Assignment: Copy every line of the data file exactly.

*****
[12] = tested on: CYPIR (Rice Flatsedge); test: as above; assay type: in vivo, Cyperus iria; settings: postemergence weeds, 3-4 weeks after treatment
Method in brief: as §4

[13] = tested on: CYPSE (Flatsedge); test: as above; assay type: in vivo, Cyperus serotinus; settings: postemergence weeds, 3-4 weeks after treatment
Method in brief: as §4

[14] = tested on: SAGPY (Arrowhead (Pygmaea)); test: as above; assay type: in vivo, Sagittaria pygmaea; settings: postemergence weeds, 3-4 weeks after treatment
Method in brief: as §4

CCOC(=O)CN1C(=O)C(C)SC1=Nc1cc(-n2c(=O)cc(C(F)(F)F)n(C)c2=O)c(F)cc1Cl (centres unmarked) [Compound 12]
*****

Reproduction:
[12] = tested on: CYPIR (Rice Flatsedge); test: as above; assay type: in vivo, Cyperus iria; settings: postemergence weeds, 3-4 weeks after treatment
Method in brief: as §4

[13] = tested on: CYPSE (Flatsedge); test: as above; assay type: in vivo, Cyperus serotinus; settings: postemergence weeds, 3-4 weeks after treatment
Method in brief: as §4

[14] = tested on: SAGPY (Arrowhead (Pygmaea)); test: as above; assay type: in vivo, Sagittaria pygmaea; settings: postemergence weeds, 3-4 weeks after treatment
Method in brief: as §4

CCOC(=O)CN1C(=O)C(C)SC1=Nc1cc(-n2c(=O)cc(C(F)(F)F)n(C)c2=O)c(F)cc1Cl (centres unmarked) [Compound 12]